It is this, the desire for God, which modern Christianity has long lost and must recover. If there is no growth, the light that shines forth in the world is dim, and the world will continue to stumble in darkness. This is why one must look to the past to answer the problems of the present to shape the future. The Puritans were masters of the spiritual disciplines, especially meditation.

The example of the Puritans has much to teach us. While we’ve only scratched the surface in this article on this subject matter, I encourage you to look at some of the authors quoted in the footnotes such as Dr. Joel Beeke’s book The Puritan Practice of Meditation. Practicing biblical meditation will help you to grow in your understanding of God, His Word, and the Son of God Jesus Christ with the result that you’ll desire more of God, hate your sin, and shine the light of Christ before a watching world.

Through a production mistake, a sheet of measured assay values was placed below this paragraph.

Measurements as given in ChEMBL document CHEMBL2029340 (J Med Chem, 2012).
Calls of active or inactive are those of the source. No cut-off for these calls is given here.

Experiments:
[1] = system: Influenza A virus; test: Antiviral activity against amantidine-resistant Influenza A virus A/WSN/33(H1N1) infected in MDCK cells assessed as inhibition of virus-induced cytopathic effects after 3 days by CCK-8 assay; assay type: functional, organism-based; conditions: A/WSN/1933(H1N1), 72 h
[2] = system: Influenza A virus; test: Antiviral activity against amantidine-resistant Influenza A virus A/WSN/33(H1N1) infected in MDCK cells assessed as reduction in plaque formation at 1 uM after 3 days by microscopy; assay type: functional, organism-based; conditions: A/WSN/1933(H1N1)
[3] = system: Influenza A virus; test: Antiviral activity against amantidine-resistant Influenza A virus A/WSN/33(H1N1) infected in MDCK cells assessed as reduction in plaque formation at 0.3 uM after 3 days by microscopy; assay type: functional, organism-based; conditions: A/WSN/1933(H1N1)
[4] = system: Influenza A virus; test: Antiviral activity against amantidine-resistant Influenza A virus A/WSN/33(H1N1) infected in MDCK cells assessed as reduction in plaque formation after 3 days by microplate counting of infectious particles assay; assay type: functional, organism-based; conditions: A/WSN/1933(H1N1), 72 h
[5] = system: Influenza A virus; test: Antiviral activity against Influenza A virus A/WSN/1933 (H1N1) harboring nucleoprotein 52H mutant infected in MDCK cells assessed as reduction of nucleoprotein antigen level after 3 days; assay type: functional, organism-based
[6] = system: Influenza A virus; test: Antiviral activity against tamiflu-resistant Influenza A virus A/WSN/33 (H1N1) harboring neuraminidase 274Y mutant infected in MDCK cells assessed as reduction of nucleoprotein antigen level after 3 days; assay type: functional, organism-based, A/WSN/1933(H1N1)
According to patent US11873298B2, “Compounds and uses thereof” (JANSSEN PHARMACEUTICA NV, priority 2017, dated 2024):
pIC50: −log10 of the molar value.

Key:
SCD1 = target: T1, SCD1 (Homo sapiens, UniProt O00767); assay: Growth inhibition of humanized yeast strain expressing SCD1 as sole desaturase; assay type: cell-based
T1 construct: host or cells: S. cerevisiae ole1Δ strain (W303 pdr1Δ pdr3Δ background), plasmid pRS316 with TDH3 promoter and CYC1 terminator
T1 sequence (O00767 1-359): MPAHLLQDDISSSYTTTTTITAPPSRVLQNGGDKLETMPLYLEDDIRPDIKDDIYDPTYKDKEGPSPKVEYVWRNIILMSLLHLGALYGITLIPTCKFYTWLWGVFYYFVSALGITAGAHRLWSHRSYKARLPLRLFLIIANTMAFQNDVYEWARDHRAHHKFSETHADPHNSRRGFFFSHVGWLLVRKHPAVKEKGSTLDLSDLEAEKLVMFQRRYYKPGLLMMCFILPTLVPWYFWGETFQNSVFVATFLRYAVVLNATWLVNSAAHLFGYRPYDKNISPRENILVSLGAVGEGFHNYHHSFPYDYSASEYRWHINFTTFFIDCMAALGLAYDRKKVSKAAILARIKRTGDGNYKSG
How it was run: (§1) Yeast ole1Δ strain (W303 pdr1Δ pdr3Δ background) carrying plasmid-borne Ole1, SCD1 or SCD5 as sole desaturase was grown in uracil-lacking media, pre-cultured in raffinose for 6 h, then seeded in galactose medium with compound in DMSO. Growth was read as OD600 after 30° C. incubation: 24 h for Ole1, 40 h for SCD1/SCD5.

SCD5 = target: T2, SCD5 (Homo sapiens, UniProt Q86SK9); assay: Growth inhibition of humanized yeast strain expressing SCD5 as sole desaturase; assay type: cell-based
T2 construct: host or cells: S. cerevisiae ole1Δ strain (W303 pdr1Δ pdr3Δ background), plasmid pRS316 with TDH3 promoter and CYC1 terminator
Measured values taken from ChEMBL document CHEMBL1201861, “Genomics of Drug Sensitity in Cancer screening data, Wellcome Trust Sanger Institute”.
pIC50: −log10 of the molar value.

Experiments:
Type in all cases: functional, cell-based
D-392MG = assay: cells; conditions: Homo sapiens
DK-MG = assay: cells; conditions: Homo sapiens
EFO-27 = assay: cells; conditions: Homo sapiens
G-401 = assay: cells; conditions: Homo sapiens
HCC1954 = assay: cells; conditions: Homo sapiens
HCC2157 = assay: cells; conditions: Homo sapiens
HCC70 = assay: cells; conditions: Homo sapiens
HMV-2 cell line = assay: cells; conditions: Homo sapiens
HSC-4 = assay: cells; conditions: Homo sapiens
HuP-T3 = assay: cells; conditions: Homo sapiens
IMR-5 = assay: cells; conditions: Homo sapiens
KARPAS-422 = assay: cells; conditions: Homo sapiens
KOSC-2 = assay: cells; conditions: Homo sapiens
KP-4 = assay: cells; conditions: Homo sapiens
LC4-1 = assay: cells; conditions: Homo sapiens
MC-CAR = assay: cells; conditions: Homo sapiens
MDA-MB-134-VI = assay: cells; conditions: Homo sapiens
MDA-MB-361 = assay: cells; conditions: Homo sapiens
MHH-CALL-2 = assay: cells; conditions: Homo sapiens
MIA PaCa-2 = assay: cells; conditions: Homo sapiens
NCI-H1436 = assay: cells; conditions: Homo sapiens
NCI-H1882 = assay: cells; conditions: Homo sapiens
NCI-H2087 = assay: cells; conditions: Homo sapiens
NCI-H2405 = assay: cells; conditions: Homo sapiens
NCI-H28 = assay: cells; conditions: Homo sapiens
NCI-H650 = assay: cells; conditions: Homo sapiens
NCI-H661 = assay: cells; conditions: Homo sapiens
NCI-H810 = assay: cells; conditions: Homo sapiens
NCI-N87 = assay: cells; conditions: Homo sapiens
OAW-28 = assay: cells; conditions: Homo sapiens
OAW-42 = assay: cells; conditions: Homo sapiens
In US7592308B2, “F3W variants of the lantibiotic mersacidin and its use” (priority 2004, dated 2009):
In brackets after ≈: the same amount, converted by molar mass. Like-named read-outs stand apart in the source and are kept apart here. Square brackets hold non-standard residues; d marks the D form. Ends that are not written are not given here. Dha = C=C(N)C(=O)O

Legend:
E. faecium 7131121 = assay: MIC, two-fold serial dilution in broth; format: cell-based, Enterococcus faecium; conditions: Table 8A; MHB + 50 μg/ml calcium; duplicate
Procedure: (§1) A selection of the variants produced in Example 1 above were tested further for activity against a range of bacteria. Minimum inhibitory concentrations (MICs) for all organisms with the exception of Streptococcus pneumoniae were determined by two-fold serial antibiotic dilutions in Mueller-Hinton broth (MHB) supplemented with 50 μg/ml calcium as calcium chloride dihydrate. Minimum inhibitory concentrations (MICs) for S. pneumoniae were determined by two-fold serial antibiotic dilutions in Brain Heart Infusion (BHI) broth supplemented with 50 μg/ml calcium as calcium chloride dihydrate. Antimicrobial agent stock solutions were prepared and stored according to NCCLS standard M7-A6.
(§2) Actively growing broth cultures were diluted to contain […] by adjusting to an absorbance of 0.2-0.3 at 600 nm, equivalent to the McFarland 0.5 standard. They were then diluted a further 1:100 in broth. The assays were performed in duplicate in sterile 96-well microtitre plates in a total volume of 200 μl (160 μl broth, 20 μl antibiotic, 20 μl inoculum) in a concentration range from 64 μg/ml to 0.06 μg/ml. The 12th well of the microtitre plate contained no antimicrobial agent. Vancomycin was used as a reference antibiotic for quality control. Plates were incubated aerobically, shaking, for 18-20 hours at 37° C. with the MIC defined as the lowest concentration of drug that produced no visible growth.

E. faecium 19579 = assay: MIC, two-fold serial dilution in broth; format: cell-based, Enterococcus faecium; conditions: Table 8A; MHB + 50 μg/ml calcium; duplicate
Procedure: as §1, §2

[1] William Bates, The Whole Works of the Rev. W. Bates, Vol 3 (Harrisonburg, VA: Sprinkle Publications, 1990), 125.

[2] Beeke, 94.

[3] Thomas Manton, The Complete Works of Thomas Manton, Vol. 17 (Lightning Source Inc., 2002) 298.

[i] John Davis, Meditation and Communion with God: Contemplating Scripture in an Age of Distraction (Dowers Grove, IL: Intervarsity Press, 2012), 15.

[ii] Joel R. Beeke, “The Puritan Practice of Meditation” (Heritage Netherlands Reformed Church, 2003), 86-87.

[iii] Joel R. Beeke, “The Puritan Practice of Meditation” (Heritage Netherlands Reformed Church, 2003), 86-87.

[iv] Ibid., 95.

[v] William Bates, The Whole Works of the Rev. W. Bates, Vol 3 (Harrisonburg, VA: Sprinkle Publications, 1990), 125.

[vi] Beeke, 96.

[vii] Francis Bremer, Puritans and Puritanism in Europe and America Volume 1, (Santa Barbara, CA: ABC-CLIO Inc., 2006), 509.

[viii] Beeke, 97-101.

[ix] Beeke, 101.

[x] Tom Schwanda,“’Hearts Sweetly Refreshed’: Puritan Spiritual Practices Then and Now”Journal of Spiritual Formation & Soul Care no 3, 1 (Spring 2010): 40.

[xi] Ibid.

[xii] Ibid.